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A Continuous Change Tracker Model for Remote Sensing Time Series Reconstruction

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  • Yangjian Zhang, Chinese Academy of Sciences, University of Chinese Academy of Sciences
  • ,
  • Li Wang, Chinese Academy of Sciences
  • ,
  • Yuanhuizi He, Chinese Academy of Sciences, University of Chinese Academy of Sciences
  • ,
  • Ni Huang, Chinese Academy of Sciences
  • ,
  • Wang Li
  • Shiguang Xu, Chinese Academy of Sciences
  • ,
  • Quan Zhou, Chinese Academy of Sciences, University of Chinese Academy of Sciences
  • ,
  • Wanjuan Song, Chinese Academy of Sciences
  • ,
  • Wensheng Duan, China Aerospace Science and Industry Corporation
  • ,
  • Xiaoyue Wang, University of Chinese Academy of Sciences, The Key Laboratory of Land Surface Pattern and Simulation, CAS - Institute of Geographical Sciences and Natural Resources Research
  • ,
  • Shakir Muhammad, Institute of Space Technology
  • ,
  • Biswajit Nath, University of Chittagong
  • ,
  • Luying Zhu, Chinese Academy of Sciences, University of Chinese Academy of Sciences
  • ,
  • Feng Tang, School of Land Science and Technology
  • ,
  • Huilin Du, Nanjing University
  • ,
  • Lei Wang, International Research Center of Big Data for Sustainable Development Goals
  • ,
  • Zheng Niu, Chinese Academy of Sciences, University of Chinese Academy of Sciences

It is hard for current time series reconstruction methods to achieve the balance of high-precision time series reconstruction and explanation of the model mechanism. The goal of this paper is to improve the reconstruction accuracy with a well-explained time series model. Thus, we developed a function-based model, the CCTM (Continuous Change Tracker Model) model, that can achieve high precision in time series reconstruction by tracking the time series variation rate. The goal of this paper is to provide a new solution for high-precision time series reconstruction and related applications. To test the reconstruction effects, the model was applied to four types of datasets: normalized difference vegetation index (NDVI), gross primary productivity (GPP), leaf area index (LAI), and MODIS surface reflectance (MSR). Several new observations are as follows. First, the CCTM model is well explained and based on the second-order derivative theorem, which divides the yearly time series into four variation types including uniform variations, decelerated variations, accelerated variations, and short-periodical variations, and each variation type is represented by a designed function. Second, the CCTM model provides much better reconstruction results than the Harmonic model on the NDVI, GPP, MSR, and LAI datasets for the seasonal segment reconstruction. The combined use of the Savitzky–Golay filter and the CCTM model is better than the combinations of the Savitzky–Golay filter with other models. Third, the Harmonic model has the best trend-fitting ability on the yearly time series dataset, with the highest R-Square and the lowest RMSE among the four function fitting models. However, with seasonal piecewise fitting, the four models all achieved high accuracy, and the CCTM performs the best. Fourth, the CCTM model should also be applied to time series image compression, two compression patterns with 24 coefficients and 6 coefficients respectively are proposed. The daily MSR dataset can achieve a compression ratio of 15 by using the 6-coefficients method. Finally, the CCTM model also has the potential to be applied to change detection, trend analysis, and phenology and seasonal characteristics ex-tractions.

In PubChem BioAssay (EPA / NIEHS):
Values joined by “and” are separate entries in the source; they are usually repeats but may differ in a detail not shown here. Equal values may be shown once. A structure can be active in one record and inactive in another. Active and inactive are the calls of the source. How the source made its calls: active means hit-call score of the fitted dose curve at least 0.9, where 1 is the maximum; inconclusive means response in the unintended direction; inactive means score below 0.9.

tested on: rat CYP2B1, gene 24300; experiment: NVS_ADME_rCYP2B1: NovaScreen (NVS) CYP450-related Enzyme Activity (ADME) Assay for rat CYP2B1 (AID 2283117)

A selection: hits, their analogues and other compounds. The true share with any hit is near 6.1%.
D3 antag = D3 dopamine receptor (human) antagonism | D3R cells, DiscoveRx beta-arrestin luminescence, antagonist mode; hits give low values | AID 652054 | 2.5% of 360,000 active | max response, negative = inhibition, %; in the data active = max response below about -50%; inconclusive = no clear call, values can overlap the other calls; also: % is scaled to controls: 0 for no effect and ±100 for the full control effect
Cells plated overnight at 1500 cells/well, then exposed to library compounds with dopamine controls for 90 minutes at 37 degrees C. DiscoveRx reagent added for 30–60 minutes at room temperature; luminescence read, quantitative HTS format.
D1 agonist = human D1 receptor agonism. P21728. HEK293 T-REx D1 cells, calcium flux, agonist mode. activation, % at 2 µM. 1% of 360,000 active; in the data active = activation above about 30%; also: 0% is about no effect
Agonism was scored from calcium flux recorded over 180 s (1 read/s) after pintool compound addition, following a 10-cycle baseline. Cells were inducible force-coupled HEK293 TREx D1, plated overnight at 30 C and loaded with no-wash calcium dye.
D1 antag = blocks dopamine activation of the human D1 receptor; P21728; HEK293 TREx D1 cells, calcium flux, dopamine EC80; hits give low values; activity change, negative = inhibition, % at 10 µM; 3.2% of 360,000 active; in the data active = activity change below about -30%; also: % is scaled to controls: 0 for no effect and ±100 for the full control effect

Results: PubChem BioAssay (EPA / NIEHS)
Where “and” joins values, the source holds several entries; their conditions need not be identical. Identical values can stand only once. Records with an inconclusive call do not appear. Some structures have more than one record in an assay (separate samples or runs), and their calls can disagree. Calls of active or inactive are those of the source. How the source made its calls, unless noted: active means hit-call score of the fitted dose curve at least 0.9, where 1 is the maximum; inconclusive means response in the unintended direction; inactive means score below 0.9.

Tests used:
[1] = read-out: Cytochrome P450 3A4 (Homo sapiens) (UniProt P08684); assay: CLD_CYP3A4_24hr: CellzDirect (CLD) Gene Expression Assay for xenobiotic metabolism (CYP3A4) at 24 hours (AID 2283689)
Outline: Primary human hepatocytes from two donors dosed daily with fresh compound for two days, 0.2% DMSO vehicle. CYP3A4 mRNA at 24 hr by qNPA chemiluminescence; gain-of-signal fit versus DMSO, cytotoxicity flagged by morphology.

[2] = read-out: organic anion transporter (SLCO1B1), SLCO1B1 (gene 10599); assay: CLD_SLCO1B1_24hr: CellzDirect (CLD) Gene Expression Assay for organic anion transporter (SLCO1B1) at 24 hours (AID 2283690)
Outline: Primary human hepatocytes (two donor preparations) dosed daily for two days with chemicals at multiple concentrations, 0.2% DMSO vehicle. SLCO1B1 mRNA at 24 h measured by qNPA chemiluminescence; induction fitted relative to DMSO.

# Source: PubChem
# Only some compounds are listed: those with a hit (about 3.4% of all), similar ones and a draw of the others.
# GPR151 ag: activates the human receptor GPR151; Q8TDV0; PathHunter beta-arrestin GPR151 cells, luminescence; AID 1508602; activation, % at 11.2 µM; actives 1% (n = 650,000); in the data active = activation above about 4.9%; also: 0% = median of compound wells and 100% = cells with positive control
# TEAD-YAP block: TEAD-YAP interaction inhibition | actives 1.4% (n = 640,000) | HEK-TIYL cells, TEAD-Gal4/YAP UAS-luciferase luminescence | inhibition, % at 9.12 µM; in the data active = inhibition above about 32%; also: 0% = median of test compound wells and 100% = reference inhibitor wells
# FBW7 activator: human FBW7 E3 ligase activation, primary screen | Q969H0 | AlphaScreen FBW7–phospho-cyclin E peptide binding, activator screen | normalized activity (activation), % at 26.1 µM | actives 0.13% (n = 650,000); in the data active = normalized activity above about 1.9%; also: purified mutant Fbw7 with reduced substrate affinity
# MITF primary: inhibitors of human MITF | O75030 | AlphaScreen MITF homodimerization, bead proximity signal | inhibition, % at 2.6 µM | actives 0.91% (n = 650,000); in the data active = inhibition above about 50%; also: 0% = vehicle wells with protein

Original languageEnglish
Article number2280
JournalRemote Sensing
Number of pages21
Publication statusPublished - May 2022

    Research areas

  • CCTM model, function-based model, time series compression, time series reconstruction, trend-fitting

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